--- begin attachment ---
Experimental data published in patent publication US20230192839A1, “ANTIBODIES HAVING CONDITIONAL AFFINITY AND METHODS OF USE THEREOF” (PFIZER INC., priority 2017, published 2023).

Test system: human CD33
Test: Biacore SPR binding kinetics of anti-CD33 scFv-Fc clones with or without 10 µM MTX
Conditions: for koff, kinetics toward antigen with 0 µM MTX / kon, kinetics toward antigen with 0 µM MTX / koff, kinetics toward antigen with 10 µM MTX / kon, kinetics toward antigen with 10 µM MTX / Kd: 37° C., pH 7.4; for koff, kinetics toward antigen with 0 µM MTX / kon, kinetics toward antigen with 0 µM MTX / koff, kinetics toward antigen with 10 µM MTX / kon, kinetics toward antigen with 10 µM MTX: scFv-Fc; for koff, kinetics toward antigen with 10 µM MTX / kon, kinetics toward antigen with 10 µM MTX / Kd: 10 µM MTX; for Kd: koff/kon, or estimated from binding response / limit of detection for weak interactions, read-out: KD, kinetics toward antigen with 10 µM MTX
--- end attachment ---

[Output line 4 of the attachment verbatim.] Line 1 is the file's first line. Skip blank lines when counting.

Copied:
Conditions: for koff, kinetics toward antigen with 0 µM MTX / kon, kinetics toward antigen with 0 µM MTX / koff, kinetics toward antigen with 10 µM MTX / kon, kinetics toward antigen with 10 µM MTX / Kd: 37° C., pH 7.4; for koff, kinetics toward antigen with 0 µM MTX / kon, kinetics toward antigen with 0 µM MTX / koff, kinetics toward antigen with 10 µM MTX / kon, kinetics toward antigen with 10 µM MTX: scFv-Fc; for koff, kinetics toward antigen with 10 µM MTX / kon, kinetics toward antigen with 10 µM MTX / Kd: 10 µM MTX; for Kd: koff/kon, or estimated from binding response / limit of detection for weak interactions, read-out: KD, kinetics toward antigen with 10 µM MTX